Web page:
Alt-Seafood Investments Hit $178M in the First Six Months of 2022

Alt-seafood investments reached $178 million between January and July of this year, according to Fishfarmingexpert. The figures take into account all investments in plant-based, fermented, and cultivated seafood companies.

A huge proportion of the funding raised went to Wildtype, a US-based cultivated salmon producer. The company secured $100 million in February, in the largest ever Series B round for a cultivated seafood startup. Other notable alt-seafood fundraises this year include $10.8 million by Chinese cultivated fish company Avant, $18 million by plant-based salmon and tuna brand Current Foods, and $12.5 million by whole-cut plant-based fish brand Plantish. The latter was said to be the largest ever seed round in alt-seafood.

©Current Foods

Despite the impressive sums raised, it has been noted that the industry still faces some hurdles. Only a handful of producers have commercially launched products (all are plant-based), and these are only available in a limited number of markets.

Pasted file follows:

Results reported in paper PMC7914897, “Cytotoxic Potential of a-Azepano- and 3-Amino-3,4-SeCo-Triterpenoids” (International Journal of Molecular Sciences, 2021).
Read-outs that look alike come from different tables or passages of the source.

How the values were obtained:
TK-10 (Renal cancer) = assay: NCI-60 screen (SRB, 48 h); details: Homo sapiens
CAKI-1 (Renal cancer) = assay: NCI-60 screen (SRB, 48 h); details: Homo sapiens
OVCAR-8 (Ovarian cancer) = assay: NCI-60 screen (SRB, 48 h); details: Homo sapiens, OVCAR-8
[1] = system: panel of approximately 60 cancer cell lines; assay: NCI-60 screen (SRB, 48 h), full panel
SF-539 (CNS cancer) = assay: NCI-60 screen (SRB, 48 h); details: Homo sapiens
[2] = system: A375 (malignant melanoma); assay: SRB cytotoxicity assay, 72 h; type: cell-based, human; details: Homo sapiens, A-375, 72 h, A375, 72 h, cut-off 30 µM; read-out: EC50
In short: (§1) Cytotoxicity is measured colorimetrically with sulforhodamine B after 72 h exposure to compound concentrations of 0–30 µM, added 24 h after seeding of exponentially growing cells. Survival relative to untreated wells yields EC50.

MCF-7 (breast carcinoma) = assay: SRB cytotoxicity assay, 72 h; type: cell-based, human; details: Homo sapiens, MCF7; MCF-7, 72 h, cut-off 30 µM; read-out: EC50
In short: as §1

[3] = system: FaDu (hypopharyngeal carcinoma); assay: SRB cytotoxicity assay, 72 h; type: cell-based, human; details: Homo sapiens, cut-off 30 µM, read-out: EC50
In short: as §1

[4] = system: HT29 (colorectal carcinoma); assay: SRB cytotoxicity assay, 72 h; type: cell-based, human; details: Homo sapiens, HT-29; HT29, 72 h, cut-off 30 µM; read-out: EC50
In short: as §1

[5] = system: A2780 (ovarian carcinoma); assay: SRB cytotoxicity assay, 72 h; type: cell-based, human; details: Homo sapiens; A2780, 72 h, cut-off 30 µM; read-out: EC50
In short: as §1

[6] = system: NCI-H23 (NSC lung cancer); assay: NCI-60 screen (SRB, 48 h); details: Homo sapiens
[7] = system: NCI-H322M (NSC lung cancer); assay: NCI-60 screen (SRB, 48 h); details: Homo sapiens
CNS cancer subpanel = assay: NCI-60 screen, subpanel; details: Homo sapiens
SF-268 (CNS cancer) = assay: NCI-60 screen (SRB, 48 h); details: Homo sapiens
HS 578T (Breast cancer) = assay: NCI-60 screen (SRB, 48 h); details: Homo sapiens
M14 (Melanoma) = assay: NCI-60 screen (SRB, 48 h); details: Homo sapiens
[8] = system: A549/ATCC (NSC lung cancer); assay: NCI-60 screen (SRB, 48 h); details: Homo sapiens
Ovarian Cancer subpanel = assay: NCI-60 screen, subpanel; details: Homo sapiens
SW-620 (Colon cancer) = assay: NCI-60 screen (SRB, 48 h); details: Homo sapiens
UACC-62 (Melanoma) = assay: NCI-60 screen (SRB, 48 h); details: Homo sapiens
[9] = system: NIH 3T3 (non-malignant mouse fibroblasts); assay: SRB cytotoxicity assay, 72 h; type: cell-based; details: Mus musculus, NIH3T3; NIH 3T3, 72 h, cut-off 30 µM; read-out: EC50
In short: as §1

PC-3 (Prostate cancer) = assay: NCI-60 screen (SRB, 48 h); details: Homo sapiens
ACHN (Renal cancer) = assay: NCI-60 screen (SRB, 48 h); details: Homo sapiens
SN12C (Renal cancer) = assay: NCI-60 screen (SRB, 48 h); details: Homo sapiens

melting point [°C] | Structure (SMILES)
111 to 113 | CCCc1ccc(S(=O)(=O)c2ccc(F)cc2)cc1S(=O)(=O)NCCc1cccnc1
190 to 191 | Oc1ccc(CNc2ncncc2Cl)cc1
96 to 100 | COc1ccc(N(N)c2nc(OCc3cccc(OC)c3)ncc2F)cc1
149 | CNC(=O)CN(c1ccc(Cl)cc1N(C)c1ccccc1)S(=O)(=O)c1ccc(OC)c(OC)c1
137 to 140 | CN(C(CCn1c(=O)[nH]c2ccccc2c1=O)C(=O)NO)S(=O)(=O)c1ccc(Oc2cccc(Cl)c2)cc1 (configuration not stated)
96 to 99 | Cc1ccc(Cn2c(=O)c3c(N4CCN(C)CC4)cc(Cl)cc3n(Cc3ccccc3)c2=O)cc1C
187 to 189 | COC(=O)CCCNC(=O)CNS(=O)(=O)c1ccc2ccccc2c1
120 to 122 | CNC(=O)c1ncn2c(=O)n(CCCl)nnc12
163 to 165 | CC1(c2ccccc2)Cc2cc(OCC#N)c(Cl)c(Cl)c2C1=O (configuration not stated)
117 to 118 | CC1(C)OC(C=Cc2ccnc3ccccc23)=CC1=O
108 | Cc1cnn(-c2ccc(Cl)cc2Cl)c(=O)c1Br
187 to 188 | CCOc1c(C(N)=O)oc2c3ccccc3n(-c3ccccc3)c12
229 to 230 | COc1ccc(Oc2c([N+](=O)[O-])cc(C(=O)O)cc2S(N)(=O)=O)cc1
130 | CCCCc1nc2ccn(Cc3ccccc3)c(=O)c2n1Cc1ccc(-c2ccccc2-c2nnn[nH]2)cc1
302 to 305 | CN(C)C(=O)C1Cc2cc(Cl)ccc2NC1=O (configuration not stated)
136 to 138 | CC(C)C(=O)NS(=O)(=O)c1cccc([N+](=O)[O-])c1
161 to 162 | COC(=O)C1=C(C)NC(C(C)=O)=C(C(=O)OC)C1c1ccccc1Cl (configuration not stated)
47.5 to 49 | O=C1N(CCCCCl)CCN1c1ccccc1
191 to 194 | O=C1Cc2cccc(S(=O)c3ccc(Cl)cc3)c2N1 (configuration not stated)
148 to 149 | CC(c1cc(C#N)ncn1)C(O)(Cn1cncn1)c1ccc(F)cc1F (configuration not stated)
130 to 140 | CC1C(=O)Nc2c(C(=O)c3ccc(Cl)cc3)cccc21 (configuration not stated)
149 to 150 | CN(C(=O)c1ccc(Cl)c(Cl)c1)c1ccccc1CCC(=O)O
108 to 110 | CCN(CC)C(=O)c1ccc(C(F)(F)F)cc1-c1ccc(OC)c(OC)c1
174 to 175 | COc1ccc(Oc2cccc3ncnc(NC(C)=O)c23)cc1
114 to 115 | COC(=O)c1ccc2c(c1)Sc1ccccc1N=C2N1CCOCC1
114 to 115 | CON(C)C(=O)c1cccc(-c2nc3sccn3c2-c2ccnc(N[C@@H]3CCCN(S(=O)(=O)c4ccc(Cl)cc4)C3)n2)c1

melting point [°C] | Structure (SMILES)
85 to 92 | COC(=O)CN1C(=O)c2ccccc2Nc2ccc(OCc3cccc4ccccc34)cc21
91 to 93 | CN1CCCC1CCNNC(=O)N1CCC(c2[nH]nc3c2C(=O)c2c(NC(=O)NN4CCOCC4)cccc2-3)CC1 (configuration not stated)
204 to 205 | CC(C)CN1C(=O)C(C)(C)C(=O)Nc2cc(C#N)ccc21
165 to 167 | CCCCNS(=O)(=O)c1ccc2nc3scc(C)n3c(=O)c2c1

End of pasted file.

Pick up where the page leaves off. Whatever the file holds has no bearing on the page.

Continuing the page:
Cultivated companies face the difficulty of gaining regulatory approval, along with cost challenges (largely due to the high price of cell culture media). However, some are working on this issue — including Umami Meats, which has developed a much cheaper plant-derived growth serum. Precision fermentation companies must also gain regulatory approval, though the process for them is shorter. It has been claimed that fermented seafood products could be on shelves as early as next year.

©Aqua Cultured Foods

Soaring demand

The increasing investments in alt-seafood reflect growing sales and consumer demand. A report last year predicted that the market would see a huge CAGR of 28% between 2021 and 2031, reaching a value of $1.3 billion. Another report found that US alt-seafood sales had soared by 23% YOY, while companies globally had raised $116 million in the first half of 2021.

However, some have cautioned companies against launching products too quickly.

“The plant-based seafood landscape is like the wild west, with new companies diving in every day,” said Shelly Van Cleve, co-founder of The Plant Based Seafood Co. “Unfortunately, the rush to market has caused misses that could really turn off a new consumer from future purchases, so getting to market with a direct duplicate of the real seafood item is an absolute must.”

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